I'm studying towards the CCNA exam and am currently reading the ICND2 book.
In chapter 3 (p 147), we're given an example under predicting normal operation of the LAN switching data plane. Specifically, the example covers a PC broadcasting in a VLAN through three routers (configured in a 'triangular connection') to a router which is located the other side two of the routers.
The text says:
"The first working data plane example examines the path of a broadcast sent by PC1. PC1 might not have R1's MAC address in PC1's ARP cache, so in that case, PC1 sends an ARP broadcast with an IP destination of 255.255.255.255 and an Ethernet destination address of FFFF.FFFF.FFFF. This section examines what the various switches do to forward the broadcast..."
What I'm having difficulty understanding is why, if PC1 is trying to find the MAC address of the router, the ARP destination IP address is set as the broadcast IP and not the IP address of the router?
My understanding is that normally an ARP will be sent to a specific IP address, with a destination Ethernet address of FFFF.FFFF.FFFF. I also thought that a gratuitous ARP request has the both the source and destination IP addresses set to that of the sender. Neither of these cases cover an ARP with a destination IP address of the network broadcast address.
As I currently understand it, broadcast ARPs do not get responded to, is this right?
Having worked through the example, it does not state or otherwise imply that on receipt of the ARP by R1 that R1 will respond (and I would hope that it wouldn't, as long as my understanding is correct).
Is there something about ARPs sent to a broadcast address that I haven't picked up on? Do routers automatically respond to a broadcast ARP with their own IP and MAC address to the sender?
If the host does not have already the MAC to Layer3 mapping in the arp cache (on pc arp -a) and it wants to send something it, sends out a broadcast no matter where the destination is (Lan or Wan). The broadcast is askig for someone who can tell what MAC address the known destination IP belongs to.
In case the destination is on the LAN, the host directly responds with an unicast reply. In case it is on the Wan the default gateway will respond with the Lan interface of itself allowing the host to finally reach something else than the own Lan (Internet).
You can install wireshark (free), clear the arp cache and start pinging around to see this happen.
This link is also very good and tells you everything in simple words :-)
I hope that helps :-)
many thanks for taking the time to reply.
My understanding of the ARP request protocol is that a destination protocol address of a specific host/device will always be used, rather than a broadcast protocol address. I understand and accept that the hardware address will be the broadcast address of FFFF.FFFF.FFFF, as this is, afterall, what the sender is trying to locate.
The article you point to is useful and explains ARP well. It does not, however, suggest or explain why a host would ever send an ARP request to the broadcast IP address of 255.255.255.255.
As I understand it, with the IP address 255.255.255.255 being a broadcast address, all devices will accept the ARP request, but none of them will respond because the IP address is not their own. I would therefore expect that the only outcome of sending an ARP to the IP address 255.255.255.255 would be for the recipients to populate their own ARP table with the sender's IP and MAC addresses. (If my understanding is correct?)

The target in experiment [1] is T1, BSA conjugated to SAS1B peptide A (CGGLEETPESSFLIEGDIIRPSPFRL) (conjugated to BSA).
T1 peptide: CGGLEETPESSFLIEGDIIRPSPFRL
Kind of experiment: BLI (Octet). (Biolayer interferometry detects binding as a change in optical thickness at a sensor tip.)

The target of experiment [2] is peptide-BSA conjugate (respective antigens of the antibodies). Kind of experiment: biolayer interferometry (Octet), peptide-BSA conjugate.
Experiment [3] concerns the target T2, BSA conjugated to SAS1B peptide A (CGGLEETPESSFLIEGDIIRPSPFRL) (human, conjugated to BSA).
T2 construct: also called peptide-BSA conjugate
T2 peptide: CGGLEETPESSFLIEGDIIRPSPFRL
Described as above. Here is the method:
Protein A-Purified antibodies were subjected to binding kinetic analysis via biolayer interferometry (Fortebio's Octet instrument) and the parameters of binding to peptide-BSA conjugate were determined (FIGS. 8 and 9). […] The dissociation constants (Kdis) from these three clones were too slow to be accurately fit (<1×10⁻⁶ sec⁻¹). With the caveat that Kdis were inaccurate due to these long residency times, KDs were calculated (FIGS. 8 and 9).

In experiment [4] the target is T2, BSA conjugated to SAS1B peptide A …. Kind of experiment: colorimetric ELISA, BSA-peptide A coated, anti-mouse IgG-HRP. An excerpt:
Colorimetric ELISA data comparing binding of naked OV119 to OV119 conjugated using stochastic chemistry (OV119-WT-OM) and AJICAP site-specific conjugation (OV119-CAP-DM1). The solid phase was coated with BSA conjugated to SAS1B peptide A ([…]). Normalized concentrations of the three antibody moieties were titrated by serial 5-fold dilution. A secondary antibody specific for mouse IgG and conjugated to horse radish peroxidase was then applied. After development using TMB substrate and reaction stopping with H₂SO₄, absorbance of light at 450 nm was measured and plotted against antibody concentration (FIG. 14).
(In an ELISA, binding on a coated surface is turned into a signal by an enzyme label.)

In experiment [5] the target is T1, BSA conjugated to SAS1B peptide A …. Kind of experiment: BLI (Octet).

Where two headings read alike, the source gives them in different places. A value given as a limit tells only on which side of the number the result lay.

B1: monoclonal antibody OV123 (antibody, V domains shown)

The trouble is, the example given in the ICND2 book suggests that PC1 is sending the ARP request to receive the MAC address from the router, R1. The suggestion that R1s IP address is 255.255.255.255 seems to me to be quite wrong; no device should ever be allocated a broadcast IP address. This suggestion is backed up by the example which follows the ARP broadcast example, starting on page 151, which deals with a unicast reply from R1 to PC1, "...R1's reply in response to PC1s ARP reques/broadcast."
One explanation could be that routers (just Cisco or in general?) are designed to reply to an ARP request sent to the broadcast IP address of 255.255.255.255 with their own IP and MAC addresses? I have not, however, found anything to substaniate this - and to be honest, I don't expect to as I think that it would have been mentioned in the link you provided, or in one of the ICND books, and I haven't found one Internet search result which would support the concept either. Additionally, if this was truly the case, I would have expected it to be metioned in the ARP RFC (RFC 826: http://www.rfc-editor.org/rfc/rfc826.txt) but it isn't. The mentions setting the hardware address to all ones, but not the protocol address.
Another explanation could be that the author arbitrarily used 255.255.255.255. I find this unlikely though, given the otherwise excellent quality and thought that appears to have gone into the book.
Finally, it may be the case that there is more recent documentation on the use of ARP which I haven't yet come across which explains the use of the broadcast address.
The lack of clarification is frustrating and distracting.
Your understanding is correct. When a router sends a ARP request for router, the destination IP is set to that particular IP only(this is in ARP packet). Only Destination MAC address of the Layer 2 frame is Broadcast address.
ARP Request packet format:
Layer 2 Frame:
DA=FF.FF.FF.FF.FF.FF, SA=source mac. Ethertype= ARP (0806)
sender mac address = mac of host
sender protocol address= source ip of host
destination mac address=00.00.00.00.00.00
destination protocol address=destination ip of host
For the second part (destination of internet but router responds with ARP reply) Nate explained, it is possible when "proxy-arp" is enabled.
thanks for your reply and confirmation.
Why is the line 'destination mac address=00.00.00.00.00.00' not destination mac address=FF.FF.FF.FF.FF.FF'?